Ruby is an MSF epidemiologist currently working in Chad due to a staggering rise in malaria cases.
Author Archives: Ruby Siddiqui
Ruby is currently writing about her work on our emergency response to typhoon Haiyan on our Philippines blog. Read her blog plus first-hand accounts from other MSF team members here.
We breakfast on hot sugary tea and fried dough balls (a bit like beignets but without the sugar). I completely associate these with Chad. Just like the barbequed meat (cow? goat?) from the roadside grills that you dip into a … Continue reading
The return journey to N’Djamena is all about the animals. We see three types of monkey, camels, new born donkeys, horses and goats and even a deer. Of course each time I tried to take a photo, the animals disappeared. … Continue reading
I’m being eaten alive. We’re outnumbered and the mosquitoes are ravenous! Every inch of skin is covered in bites. I’m one big allergic mess. I’ve arrived in Am Timan, the main town in Salamat region, SE Chad because of a … Continue reading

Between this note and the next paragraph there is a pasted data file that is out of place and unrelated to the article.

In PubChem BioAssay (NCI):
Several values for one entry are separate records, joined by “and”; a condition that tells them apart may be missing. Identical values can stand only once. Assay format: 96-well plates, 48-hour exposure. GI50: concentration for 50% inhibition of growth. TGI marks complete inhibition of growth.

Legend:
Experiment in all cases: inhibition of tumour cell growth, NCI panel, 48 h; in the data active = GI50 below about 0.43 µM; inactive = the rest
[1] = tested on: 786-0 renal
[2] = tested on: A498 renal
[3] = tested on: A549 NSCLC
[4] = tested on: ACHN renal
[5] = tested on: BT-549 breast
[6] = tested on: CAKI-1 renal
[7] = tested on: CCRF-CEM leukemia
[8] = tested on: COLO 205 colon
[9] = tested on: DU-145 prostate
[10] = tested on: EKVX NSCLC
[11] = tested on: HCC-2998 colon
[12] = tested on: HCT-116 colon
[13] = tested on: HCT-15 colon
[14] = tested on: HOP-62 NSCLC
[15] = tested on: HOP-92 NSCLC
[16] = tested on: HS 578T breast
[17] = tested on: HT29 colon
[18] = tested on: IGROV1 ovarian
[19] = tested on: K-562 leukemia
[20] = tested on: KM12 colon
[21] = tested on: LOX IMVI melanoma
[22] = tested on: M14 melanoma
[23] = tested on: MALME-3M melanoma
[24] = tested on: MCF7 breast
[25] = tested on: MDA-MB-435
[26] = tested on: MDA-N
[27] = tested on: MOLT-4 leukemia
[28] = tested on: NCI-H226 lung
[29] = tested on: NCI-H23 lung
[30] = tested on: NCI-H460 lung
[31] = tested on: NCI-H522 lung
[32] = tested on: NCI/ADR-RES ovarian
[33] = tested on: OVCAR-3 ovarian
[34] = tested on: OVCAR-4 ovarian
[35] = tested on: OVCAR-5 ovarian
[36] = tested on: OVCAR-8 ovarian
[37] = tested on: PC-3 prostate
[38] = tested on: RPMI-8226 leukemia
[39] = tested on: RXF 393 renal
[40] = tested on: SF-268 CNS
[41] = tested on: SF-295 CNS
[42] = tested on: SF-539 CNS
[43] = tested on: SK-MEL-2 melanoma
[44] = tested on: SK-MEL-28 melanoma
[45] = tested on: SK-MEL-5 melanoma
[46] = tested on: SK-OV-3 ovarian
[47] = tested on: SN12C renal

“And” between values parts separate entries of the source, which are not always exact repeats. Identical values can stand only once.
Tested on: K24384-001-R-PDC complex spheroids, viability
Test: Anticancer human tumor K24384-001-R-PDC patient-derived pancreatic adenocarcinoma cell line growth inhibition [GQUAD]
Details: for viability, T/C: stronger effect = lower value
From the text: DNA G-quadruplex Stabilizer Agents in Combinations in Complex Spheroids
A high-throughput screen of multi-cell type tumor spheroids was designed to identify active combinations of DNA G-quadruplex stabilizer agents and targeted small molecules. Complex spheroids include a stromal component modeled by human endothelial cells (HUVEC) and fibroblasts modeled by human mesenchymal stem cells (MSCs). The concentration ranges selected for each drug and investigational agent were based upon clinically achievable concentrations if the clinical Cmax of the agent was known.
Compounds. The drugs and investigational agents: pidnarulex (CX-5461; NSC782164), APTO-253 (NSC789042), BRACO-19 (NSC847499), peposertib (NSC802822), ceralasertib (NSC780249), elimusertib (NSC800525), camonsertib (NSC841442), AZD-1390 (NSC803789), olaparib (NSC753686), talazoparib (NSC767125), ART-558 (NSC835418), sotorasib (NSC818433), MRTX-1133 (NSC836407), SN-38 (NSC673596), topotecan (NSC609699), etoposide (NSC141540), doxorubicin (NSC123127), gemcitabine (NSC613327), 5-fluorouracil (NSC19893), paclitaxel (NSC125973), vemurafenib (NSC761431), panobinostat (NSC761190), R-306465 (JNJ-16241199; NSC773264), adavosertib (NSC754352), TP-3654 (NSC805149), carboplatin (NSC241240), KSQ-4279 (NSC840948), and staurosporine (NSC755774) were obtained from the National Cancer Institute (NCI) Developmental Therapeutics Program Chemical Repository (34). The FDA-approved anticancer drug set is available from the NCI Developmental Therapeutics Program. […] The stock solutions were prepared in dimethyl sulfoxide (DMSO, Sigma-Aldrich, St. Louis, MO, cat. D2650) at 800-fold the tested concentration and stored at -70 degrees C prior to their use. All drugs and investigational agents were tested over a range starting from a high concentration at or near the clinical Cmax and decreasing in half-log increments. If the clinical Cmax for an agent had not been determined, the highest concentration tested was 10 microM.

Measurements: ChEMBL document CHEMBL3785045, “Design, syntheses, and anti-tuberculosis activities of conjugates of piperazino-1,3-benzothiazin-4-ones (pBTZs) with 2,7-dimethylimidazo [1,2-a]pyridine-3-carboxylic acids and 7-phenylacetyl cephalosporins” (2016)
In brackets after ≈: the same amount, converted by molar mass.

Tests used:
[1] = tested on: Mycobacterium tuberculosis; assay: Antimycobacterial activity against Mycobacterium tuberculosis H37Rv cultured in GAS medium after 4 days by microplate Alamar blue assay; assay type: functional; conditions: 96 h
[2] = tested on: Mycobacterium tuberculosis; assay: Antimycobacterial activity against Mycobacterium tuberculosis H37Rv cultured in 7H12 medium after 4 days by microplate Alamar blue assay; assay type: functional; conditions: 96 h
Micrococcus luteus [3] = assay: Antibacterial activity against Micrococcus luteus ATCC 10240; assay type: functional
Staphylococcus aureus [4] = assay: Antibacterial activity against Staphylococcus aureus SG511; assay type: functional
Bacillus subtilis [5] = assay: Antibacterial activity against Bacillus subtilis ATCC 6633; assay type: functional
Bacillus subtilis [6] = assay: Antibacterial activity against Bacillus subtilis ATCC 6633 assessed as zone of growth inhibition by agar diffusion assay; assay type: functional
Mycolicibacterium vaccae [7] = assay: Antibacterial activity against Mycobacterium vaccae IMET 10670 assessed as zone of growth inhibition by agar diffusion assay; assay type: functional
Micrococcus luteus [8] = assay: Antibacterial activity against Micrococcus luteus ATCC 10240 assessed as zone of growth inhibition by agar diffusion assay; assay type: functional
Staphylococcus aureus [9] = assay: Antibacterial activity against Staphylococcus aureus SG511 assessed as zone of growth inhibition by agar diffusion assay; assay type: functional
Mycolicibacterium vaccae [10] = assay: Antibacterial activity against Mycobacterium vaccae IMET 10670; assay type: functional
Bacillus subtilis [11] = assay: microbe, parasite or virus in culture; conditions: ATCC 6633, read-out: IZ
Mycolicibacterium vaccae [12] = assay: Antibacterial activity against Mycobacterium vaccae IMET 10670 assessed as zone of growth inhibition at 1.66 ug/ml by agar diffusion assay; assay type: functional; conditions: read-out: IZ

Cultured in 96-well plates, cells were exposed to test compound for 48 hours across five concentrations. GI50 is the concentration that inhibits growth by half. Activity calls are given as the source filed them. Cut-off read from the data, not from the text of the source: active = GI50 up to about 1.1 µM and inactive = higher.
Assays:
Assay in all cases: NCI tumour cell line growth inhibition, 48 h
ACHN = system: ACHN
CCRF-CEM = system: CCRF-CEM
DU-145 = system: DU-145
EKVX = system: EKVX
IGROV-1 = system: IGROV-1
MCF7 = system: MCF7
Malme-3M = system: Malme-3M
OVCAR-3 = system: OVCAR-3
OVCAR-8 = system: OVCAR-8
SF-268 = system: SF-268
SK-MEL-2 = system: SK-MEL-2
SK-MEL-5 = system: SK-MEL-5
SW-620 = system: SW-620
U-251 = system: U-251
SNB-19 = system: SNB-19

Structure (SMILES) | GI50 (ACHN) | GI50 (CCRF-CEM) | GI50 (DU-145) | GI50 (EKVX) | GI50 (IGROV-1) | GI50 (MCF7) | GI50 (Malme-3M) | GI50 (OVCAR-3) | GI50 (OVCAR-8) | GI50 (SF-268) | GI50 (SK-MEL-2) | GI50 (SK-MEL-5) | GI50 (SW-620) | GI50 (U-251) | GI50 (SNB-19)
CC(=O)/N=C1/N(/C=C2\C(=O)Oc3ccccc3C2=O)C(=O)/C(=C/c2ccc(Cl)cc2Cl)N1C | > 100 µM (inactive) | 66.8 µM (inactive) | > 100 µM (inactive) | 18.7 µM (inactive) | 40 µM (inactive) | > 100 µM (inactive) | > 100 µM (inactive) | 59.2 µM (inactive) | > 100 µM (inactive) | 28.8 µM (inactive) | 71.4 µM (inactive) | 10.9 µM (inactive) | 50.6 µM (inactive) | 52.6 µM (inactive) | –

Randra or Suby? The team are trying to decide what acronym they should use for me and Sandra, along the lines of Brangelina and Tomkat. Sandra and I have been inseparable. We work together, we share the same tent, we’re … Continue reading
She wrapped her arms round my neck and I never wanted to let go. This little girl, as light as a feather, dressed in her best frock. It’s my last day. I have been bumped off countless flights but tomorrow … Continue reading
Maram* is not the answer to everything. We can use it to build new roads, to create stands for bladder tanks (huge 10,000L water distribution vessels) and even to absorb swampy lakes outside tents (!) but it can’t be used … Continue reading
It’s the silent ones that you notice. In an outpatient’s department (OPD) full of people and screaming children you notice the ones that are quiet. It might mean something’s seriously wrong. The hospital is seriously swamped after we start our … Continue reading
Happy Independence Day South Sudan! And what festivities there were, even in Jamam camp full of non-citizens. There was music and laughter until the early hours and a military procession along the only road passable at the moment. We of … Continue reading